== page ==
Previous systematic reviews of CME strategies have found that traditional didactic sessions have little to no effect (16), whereas interactive sessions with practice-based interventions may lead to change (17). Indeed, a large Cochrane review of 32 studies on CME also found that interactive workshops have a moderate effect on physician behavior, whereas didactic sessions alone were unlikely to change physician behavior (18). A multifaceted approach of CME courses and academic detailing by the pharmaceutical industry may approximate interactive sessions and lead to change in physician behavior.
We recognize some of the limitations of our analysis. The CME activities in which the physicians participated during that time period may not have been directed toward myocardial infarction care. Nevertheless, the system in place for continuing education should have addressed the process of care for the leading cause of morbidity and mortality in the U.S. during that time period. Another limitation is that we cannot be certain that the similarities in medication use and outcomes were not due to the attainment of similar levels of CME by physicians in states without CME requirements. If state requirements are below levels that physicians are likely to attain regardless of mandates, such requirements will have little effect on improving physician education or patient outcomes.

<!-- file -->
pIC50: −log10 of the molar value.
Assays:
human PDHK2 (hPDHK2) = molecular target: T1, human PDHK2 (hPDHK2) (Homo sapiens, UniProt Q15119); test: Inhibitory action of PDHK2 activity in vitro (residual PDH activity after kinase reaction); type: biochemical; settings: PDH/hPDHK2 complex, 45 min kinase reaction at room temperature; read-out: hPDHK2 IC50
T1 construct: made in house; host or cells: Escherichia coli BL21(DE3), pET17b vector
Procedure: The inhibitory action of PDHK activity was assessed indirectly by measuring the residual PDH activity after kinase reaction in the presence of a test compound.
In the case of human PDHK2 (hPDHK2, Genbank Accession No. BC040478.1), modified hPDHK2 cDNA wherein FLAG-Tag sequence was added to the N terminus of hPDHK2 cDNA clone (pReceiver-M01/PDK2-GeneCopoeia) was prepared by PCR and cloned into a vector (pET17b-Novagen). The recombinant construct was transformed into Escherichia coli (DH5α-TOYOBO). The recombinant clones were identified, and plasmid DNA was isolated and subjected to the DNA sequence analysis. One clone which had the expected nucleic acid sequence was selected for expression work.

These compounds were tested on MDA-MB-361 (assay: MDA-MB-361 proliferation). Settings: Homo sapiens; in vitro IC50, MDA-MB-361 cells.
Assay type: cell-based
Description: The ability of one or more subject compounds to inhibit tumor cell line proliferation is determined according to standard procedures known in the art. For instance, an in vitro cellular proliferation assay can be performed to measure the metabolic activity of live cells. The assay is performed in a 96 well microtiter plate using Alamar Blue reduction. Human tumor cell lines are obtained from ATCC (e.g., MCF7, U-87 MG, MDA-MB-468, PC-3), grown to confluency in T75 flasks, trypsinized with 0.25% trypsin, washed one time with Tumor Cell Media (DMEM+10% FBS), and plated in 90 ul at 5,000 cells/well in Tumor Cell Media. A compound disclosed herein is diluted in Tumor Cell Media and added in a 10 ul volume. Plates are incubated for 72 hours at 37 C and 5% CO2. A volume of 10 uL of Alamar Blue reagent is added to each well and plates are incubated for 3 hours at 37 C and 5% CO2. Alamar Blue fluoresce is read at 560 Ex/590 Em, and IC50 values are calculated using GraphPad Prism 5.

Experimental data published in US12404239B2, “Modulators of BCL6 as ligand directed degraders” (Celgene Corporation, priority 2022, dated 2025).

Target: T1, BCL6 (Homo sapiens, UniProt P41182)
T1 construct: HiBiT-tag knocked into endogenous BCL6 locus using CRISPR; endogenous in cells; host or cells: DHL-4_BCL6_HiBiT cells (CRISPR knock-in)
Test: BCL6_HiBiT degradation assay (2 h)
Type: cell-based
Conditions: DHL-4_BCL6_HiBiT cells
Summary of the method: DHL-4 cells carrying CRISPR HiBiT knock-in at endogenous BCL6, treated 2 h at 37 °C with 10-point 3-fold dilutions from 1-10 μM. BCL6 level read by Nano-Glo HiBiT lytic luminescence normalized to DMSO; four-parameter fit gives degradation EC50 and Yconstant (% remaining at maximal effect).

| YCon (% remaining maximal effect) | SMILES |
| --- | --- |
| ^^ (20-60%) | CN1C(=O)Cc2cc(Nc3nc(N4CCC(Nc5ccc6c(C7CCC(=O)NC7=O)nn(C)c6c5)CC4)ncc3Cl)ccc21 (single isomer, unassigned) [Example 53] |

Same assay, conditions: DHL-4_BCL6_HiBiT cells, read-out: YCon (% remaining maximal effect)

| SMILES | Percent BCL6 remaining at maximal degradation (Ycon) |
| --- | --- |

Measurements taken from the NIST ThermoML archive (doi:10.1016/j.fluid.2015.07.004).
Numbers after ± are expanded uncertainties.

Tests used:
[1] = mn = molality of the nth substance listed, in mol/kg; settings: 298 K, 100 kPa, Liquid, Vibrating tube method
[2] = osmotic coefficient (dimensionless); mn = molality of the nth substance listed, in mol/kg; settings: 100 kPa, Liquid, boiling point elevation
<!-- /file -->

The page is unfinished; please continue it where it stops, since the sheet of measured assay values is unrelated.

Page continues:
In a large Medicare database, we found state-mandated CME requirement was associated with higher rates of reperfusion therapy, largely because of patented thrombolytic therapy. Although this difference was statistically significant, the absolute difference in reperfusion may not represent a clinically significant difference. In addition, there was no difference in the use of other evidence-based therapies, such as aspirin and beta-blocker therapy, and no difference in mortality at one year. These findings are encouraging for a potential improvement in proven therapies for patients with myocardial infarction. However, they also raise a concern over differential effects of CME requirement on the use of patented therapies versus generic therapies. Since the time of this large observational study, the number of states mandating CME has increased from 22 to 34, with some states requiring specific areas of competency. The number of health care providers attending CME activities and the yearly expenditure continue to rise, with over $1.5 billion spent on CME in 2002.